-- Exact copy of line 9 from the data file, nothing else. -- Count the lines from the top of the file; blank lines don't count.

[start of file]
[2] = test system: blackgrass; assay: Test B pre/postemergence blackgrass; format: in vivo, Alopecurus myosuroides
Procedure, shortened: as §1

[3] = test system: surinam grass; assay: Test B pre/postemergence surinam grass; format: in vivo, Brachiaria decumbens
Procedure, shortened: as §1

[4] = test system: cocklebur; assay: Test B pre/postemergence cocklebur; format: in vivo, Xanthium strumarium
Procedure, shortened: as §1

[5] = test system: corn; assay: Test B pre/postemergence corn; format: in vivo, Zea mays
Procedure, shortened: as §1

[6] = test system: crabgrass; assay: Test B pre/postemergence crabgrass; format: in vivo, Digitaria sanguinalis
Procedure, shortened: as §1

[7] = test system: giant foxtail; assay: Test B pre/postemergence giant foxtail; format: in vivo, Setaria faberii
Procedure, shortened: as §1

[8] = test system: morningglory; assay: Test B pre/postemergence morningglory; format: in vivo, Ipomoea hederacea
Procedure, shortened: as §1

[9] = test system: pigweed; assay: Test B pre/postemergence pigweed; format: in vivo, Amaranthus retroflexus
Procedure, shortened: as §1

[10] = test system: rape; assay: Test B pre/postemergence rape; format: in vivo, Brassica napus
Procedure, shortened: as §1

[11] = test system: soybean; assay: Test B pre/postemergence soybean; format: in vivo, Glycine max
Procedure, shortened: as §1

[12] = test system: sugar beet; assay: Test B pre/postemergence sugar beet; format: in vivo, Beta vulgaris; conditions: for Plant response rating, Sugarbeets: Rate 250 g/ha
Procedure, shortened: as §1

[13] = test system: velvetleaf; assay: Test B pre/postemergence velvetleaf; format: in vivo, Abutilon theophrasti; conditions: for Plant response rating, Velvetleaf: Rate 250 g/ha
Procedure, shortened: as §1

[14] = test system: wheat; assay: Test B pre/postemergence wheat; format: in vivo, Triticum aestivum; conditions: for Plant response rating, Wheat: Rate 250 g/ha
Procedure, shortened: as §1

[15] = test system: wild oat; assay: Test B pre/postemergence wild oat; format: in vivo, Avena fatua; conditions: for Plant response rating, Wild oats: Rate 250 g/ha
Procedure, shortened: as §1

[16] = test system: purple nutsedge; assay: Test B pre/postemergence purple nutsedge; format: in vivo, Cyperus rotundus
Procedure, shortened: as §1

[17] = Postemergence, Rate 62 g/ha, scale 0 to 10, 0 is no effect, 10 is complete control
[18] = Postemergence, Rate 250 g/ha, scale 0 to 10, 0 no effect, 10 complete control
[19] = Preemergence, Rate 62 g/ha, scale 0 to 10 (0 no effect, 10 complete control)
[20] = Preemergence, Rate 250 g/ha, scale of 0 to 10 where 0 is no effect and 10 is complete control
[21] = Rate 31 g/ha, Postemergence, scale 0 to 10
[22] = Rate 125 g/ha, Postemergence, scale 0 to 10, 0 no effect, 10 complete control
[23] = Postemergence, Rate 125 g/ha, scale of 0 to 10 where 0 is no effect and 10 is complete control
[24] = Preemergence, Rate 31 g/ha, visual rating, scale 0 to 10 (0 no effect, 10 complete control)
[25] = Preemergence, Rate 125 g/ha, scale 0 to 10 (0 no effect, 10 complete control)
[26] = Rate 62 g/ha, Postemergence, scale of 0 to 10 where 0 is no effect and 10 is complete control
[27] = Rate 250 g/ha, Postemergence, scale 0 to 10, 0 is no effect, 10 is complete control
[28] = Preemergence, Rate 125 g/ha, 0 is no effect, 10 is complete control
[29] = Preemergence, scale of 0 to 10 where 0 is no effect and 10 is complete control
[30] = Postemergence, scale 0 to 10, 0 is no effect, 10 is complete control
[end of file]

[6] = test system: crabgrass; assay: Test B pre/postemergence crabgrass; format: in vivo, Digitaria sanguinalis